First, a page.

Colette: True story of the revolutionary feminist author whose queer kiss sparked a riot in 1907

Keira Knightley as Colette, and the real deal

Sidonie-Gabrielle Colette, better known as Colette, was an icon of liberated womanhood whose queerness caused a riot in the early 19th century.

The author, whose story was told in the 2018 film Colette starring Keira Knightley, was a master of the written word, whose work remains increasingly relevant over 150 years since her birth.

As a journalist, she defied social norms of the time by openly talking about faking orgasms, domestic violence and social trends. 

Her novels tackled sexuality, queer desire, maternity, fraught mother-daughter relationships and divorce long before these were considered suitable subjects for public discussion. She was also a mime and actor.

One of the many striking things about Colette is truly that she lived her life for herself. She was married three times and had relationships with women, sharing her queer identity with the world. 

Colette was born on 28 January 1873 in the French village of Saint-Sauveur-en-Puisaye, and her childhood was spent in rural Burgundy. At age 20, she married Henry “Willy” Gauthier-Villars, a writer and critic who was 15 years her senior. 

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Sidonie-Gabrielle Colette, better known as Colette, writes at a desk in this monochrome photograph of the queer French author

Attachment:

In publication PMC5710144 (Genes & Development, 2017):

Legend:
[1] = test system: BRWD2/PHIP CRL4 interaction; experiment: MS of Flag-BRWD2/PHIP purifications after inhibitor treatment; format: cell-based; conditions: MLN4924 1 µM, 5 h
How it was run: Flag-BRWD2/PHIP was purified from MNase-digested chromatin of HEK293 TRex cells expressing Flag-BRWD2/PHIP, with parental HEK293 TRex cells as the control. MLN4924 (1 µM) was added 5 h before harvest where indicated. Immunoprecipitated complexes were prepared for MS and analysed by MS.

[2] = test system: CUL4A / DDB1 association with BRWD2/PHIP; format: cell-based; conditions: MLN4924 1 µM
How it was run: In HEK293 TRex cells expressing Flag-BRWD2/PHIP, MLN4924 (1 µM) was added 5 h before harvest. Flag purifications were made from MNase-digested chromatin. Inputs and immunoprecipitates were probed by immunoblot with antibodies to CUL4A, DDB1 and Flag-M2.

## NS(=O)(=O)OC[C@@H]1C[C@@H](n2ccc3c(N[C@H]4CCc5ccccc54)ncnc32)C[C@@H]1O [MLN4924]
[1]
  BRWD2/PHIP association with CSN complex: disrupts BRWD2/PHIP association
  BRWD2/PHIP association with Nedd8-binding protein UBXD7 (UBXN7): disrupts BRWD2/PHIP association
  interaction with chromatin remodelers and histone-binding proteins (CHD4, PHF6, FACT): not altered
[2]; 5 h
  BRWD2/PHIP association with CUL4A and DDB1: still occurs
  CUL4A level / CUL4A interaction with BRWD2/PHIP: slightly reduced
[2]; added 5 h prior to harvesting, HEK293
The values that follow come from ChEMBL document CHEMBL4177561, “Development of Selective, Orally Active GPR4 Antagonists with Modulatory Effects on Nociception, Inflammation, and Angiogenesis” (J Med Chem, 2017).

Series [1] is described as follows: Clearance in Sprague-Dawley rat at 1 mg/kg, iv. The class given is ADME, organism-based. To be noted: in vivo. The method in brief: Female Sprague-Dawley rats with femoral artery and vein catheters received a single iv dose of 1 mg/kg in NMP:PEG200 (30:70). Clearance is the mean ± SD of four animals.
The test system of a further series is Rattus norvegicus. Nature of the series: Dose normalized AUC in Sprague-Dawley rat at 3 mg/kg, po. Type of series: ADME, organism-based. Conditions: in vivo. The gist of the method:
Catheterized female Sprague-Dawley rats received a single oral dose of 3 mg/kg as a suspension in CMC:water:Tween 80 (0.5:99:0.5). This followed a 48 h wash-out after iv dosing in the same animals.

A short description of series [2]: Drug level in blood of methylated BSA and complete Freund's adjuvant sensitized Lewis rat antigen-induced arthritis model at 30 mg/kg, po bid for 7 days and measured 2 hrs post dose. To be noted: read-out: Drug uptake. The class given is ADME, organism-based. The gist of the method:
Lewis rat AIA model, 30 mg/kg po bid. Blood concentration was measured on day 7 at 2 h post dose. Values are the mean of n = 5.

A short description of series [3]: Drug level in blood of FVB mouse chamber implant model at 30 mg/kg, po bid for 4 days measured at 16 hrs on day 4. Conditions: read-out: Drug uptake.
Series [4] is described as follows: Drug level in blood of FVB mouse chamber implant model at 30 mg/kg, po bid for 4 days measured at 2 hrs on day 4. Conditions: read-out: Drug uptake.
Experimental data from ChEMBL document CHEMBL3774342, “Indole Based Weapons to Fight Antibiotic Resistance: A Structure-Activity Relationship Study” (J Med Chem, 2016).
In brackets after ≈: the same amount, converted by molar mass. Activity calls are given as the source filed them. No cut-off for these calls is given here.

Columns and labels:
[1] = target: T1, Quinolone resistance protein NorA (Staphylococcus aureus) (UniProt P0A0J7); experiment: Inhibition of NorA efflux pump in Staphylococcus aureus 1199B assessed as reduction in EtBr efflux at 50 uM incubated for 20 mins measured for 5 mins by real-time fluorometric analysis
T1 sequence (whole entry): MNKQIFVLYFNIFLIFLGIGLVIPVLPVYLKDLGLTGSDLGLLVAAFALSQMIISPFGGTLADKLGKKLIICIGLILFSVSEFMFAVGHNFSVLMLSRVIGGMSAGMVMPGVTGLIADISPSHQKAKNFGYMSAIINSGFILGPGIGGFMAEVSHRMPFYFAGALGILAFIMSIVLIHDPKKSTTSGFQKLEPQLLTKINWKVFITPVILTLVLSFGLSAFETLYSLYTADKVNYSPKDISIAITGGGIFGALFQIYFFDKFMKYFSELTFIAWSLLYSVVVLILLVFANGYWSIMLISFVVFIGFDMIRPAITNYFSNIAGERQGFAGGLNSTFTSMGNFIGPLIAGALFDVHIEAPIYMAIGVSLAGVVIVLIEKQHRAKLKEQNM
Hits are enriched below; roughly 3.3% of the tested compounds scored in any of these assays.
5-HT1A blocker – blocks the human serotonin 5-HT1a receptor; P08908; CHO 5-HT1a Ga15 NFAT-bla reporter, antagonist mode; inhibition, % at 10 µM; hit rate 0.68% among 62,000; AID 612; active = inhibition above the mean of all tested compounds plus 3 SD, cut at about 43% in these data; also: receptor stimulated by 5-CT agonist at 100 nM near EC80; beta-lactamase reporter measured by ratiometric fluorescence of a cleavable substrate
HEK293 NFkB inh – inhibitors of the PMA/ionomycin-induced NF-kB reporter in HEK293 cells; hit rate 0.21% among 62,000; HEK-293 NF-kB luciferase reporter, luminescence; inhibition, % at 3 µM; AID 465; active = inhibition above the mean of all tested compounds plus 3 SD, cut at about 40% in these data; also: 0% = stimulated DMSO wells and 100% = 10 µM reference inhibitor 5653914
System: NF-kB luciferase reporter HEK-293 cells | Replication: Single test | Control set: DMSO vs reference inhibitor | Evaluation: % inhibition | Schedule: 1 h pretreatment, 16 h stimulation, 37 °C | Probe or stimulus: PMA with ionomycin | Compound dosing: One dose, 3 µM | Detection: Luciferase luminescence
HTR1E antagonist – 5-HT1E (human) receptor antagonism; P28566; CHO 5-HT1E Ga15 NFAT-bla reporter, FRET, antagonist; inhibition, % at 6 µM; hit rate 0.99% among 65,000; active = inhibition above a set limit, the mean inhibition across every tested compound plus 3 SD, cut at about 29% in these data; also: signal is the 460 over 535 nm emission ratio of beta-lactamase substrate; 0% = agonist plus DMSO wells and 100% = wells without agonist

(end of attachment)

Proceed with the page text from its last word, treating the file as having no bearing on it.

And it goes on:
Colette was forced by her first husband to write a series of novel, and he kept the royalties for her work. (Getty)

Willy introduced her to Parisian salons, and he soon discovered her talent for writing. He forced her to write – but published as his own work, keeping the copyright and royalties – her first four books, the chronicles of fictional schoolgirl Claudine. He would, at times, lock Colette in a room to spur her to complete the books. 

The books were initially slow to sell, but Willy pushed his friends to write favourable reviews. Soon, the series’ popularity skyrocketed, and they were so popular that they spawned stage productions and merchandise. 

Around 1906, her relationship with Willy came to an end, though they didn’t divorce until 1910. 

Colette’s career on stage and the queer kiss that nearly started a riot

As shown in the film Colette, the newly-single author embarked on a six year-long affair with Mathilde de Morny (known as ‘Missy’ or even ‘Uncle Max’), who was the niece of Emperor Napoléon III and was a prominent figure in French society. 

De Morny was known for defying gender norms and wore masculine clothing at a time when women were prohibited from doing so. It wasn’t until 2013 that France overturned its 200-year ban on women wearing trousers

During this time, Colette took a job as a music hall performer, and Missy encouraged her love of performing on stage. Together they shocked audiences by sharing a kiss on the stage of the Moulin Rouge in 1907, and the police had to be called to quell a near-riot.

Sidonie-Gabrielle Colette, better known as Colette, poses with Mathilde de Morny, her queer lover, in this black and white photograph